For many, it could appear as if TJF is focussing more on their international career than on their domestic. This has been a coincidence and not a conscious decision says Innstø: “The interest has just been so much stronger abroad than at home. It’s been easier for us to book a tour with many quality gigs in countries such as Austria and Switzerland than in Norway. At the same time we’ve been painfully aware that our music isn’t particularly mainstream and if you’re going to have any chance to make a living out of this it is necessary to reach out to a bigger market abroad. We also feel that media abroad have been more attentive than Norwegian journalists. We want to be acknowledged at home as well as abroad but we’re convinced that it’s going to change when we release our next album!’
Those acquainted with the distinctive TJF 60s sound, might be in for a real surprise when they hear the band’s new material. Says Innstø: ‘Our new songs have much more balls – they recreate our live sound much better. When we play live we have tons of energy and a rawer and grittier sound and we wanted to contain more of that on our new record. We’re really, really satisfied with the way the new material sounds. Personally I’ve come to a realisation of how songs should be written. It’s as if I’ve cracked some sort of code – it’s become clear to me how it needs to be done and this has made me a much more confident songwriter. This boost of confidence has also affected the other band members, the morale is high and we feel that we’re better than we’ve ever been before.’
This boost of confidence also affects the collective’s strategic planning. Even if the Jessica’s are shopping for a new record deal, they’re not willing to sign to the first bidder: ‘We don’t feel like we have to jump on the first offer we get – our new album is going to be so great we can sit back and choose the highest bidder or the best possible partner. We’re currently in talks with several of Germany’s majors, and I’m confident that we’ll reach an agreement soon.’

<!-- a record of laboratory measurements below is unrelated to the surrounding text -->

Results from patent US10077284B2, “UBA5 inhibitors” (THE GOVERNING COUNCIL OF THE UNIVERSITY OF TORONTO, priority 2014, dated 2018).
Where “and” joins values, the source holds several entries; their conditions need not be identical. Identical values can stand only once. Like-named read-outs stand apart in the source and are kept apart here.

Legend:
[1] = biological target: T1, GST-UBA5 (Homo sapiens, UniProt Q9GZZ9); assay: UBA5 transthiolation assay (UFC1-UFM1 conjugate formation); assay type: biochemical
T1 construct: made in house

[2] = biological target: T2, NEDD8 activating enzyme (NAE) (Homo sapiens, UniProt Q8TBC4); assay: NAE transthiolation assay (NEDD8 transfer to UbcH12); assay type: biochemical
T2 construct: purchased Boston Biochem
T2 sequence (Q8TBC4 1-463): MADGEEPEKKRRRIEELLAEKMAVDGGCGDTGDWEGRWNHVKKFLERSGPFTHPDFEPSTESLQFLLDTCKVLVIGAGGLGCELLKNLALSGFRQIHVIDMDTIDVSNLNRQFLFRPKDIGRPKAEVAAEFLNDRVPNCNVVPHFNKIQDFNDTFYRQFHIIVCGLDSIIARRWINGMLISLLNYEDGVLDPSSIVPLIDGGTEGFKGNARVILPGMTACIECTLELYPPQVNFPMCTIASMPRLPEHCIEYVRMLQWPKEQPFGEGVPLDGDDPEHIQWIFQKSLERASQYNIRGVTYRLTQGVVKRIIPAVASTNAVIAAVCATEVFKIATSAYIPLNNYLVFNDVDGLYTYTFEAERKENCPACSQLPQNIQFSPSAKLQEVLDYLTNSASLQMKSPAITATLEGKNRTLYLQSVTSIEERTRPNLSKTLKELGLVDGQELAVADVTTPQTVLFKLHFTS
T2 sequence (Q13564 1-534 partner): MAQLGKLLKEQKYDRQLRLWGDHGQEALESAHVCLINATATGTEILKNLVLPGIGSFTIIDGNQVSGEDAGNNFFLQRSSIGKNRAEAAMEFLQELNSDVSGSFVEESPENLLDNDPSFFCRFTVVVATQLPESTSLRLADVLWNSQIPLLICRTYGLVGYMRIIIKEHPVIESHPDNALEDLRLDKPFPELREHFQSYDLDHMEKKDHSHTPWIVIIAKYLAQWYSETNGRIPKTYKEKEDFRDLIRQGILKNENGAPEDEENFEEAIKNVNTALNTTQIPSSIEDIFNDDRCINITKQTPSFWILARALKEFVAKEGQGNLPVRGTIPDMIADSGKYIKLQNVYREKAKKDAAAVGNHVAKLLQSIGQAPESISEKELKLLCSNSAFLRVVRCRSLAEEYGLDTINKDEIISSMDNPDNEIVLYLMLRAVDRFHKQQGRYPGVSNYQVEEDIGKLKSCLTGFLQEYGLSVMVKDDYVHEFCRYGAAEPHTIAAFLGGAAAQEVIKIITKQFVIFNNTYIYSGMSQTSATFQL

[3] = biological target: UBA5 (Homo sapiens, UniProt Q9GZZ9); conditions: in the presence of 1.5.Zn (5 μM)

Record deal or not, the main priority for TJF this year is the upcoming album: ‘The main focus for us in 2006 will be our next album. We’re going to take the time it takes to create a true monster-album. This is going to be an album that will be as good as we can possibly make it. Even if it’s going to take a year to record it, we’re prepared to do so to create an album that’s going to stand the test of time. It’s going to be massive! We have decided to take the long road – we want to build up our reputation and following slowly. Many acts that are hyped massively at the start of their careers disappear fast after the peak of media interest has been passed. We’re too good to disappear into obscurity – we’re going to build up a solid platform and be around for a very long time.’
Innstø’s closing remarks bodes well for upcoming The Jessica Fletchers’ performances and releases: ‘We’re good. We’re better than we’ve ever been. We’re going to blow people away!’
Jessica summed up:
Formed in 1997
Line-up: Thomas Innstø (lead vocals, guitars), Mats Innstø (keyboards, vocals, percussion), Jan Henning Sørensen (drums), Andreas Mastrup (bass, vocals) and Rune Somdal (lead guitar, vocals, percussion)
Discography: I can shoot you from here (Perfect Pop 1998), What Happened To The (Perfect Pop 2003), Less Sophistication (Rainbow Quartz 2005)
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Genre\Popular Music\Pop, CD Releases, Outside Norway